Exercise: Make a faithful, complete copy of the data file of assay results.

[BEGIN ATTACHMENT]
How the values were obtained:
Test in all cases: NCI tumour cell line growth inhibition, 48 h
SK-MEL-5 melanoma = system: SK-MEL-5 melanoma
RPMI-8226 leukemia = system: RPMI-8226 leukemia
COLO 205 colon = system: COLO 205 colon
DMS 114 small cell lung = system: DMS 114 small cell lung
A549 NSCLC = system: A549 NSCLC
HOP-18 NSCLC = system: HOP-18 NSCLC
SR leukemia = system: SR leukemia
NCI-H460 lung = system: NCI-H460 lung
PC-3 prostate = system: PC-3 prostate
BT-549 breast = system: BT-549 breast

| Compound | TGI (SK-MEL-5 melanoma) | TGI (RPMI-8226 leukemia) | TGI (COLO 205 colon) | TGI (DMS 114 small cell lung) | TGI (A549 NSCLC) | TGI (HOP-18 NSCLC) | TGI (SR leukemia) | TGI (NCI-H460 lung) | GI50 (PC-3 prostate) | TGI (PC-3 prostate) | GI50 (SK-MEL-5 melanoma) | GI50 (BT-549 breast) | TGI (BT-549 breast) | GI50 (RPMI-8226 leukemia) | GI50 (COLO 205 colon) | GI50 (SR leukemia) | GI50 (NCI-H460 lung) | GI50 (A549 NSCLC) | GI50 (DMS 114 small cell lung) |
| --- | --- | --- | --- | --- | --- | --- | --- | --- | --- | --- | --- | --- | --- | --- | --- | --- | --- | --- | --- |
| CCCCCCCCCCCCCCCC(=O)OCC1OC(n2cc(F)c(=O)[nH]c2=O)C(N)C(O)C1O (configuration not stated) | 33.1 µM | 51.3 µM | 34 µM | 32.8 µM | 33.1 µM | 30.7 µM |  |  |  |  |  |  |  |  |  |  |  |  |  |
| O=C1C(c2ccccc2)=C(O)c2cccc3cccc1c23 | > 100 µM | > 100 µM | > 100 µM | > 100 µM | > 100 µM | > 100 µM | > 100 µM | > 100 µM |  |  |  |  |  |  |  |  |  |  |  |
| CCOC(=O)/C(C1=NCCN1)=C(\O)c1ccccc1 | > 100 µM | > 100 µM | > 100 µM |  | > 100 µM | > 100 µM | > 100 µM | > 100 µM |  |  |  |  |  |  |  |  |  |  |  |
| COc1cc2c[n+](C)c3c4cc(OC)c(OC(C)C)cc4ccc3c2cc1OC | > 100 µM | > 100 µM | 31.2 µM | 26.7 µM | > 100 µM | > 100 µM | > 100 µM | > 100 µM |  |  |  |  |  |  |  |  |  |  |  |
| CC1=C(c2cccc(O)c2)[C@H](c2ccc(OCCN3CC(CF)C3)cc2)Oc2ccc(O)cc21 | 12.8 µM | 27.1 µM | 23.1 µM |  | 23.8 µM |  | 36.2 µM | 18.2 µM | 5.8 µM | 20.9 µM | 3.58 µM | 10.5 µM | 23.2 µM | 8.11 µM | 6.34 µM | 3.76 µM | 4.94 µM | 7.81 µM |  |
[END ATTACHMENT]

How the values were obtained:
Test in all cases: NCI tumour cell line growth inhibition, 48 h
SK-MEL-5 melanoma = system: SK-MEL-5 melanoma
RPMI-8226 leukemia = system: RPMI-8226 leukemia
COLO 205 colon = system: COLO 205 colon
DMS 114 small cell lung = system: DMS 114 small cell lung
A549 NSCLC = system: A549 NSCLC
HOP-18 NSCLC = system: HOP-18 NSCLC
SR leukemia = system: SR leukemia
NCI-H460 lung = system: NCI-H460 lung
PC-3 prostate = system: PC-3 prostate
BT-549 breast = system: BT-549 breast

| Compound | TGI (SK-MEL-5 melanoma) | TGI (RPMI-8226 leukemia) | TGI (COLO 205 colon) | TGI (DMS 114 small cell lung) | TGI (A549 NSCLC) | TGI (HOP-18 NSCLC) | TGI (SR leukemia) | TGI (NCI-H460 lung) | GI50 (PC-3 prostate) | TGI (PC-3 prostate) | GI50 (SK-MEL-5 melanoma) | GI50 (BT-549 breast) | TGI (BT-549 breast) | GI50 (RPMI-8226 leukemia) | GI50 (COLO 205 colon) | GI50 (SR leukemia) | GI50 (NCI-H460 lung) | GI50 (A549 NSCLC) | GI50 (DMS 114 small cell lung) |
| --- | --- | --- | --- | --- | --- | --- | --- | --- | --- | --- | --- | --- | --- | --- | --- | --- | --- | --- | --- |
| CCCCCCCCCCCCCCCC(=O)OCC1OC(n2cc(F)c(=O)[nH]c2=O)C(N)C(O)C1O (configuration not stated) | 33.1 µM | 51.3 µM | 34 µM | 32.8 µM | 33.1 µM | 30.7 µM |  |  |  |  |  |  |  |  |  |  |  |  |  |
| O=C1C(c2ccccc2)=C(O)c2cccc3cccc1c23 | > 100 µM | > 100 µM | > 100 µM | > 100 µM | > 100 µM | > 100 µM | > 100 µM | > 100 µM |  |  |  |  |  |  |  |  |  |  |  |
| CCOC(=O)/C(C1=NCCN1)=C(\O)c1ccccc1 | > 100 µM | > 100 µM | > 100 µM |  | > 100 µM | > 100 µM | > 100 µM | > 100 µM |  |  |  |  |  |  |  |  |  |  |  |
| COc1cc2c[n+](C)c3c4cc(OC)c(OC(C)C)cc4ccc3c2cc1OC | > 100 µM | > 100 µM | 31.2 µM | 26.7 µM | > 100 µM | > 100 µM | > 100 µM | > 100 µM |  |  |  |  |  |  |  |  |  |  |  |
| CC1=C(c2cccc(O)c2)[C@H](c2ccc(OCCN3CC(CF)C3)cc2)Oc2ccc(O)cc21 | 12.8 µM | 27.1 µM | 23.1 µM |  | 23.8 µM |  | 36.2 µM | 18.2 µM | 5.8 µM | 20.9 µM | 3.58 µM | 10.5 µM | 23.2 µM | 8.11 µM | 6.34 µM | 3.76 µM | 4.94 µM | 7.81 µM |  |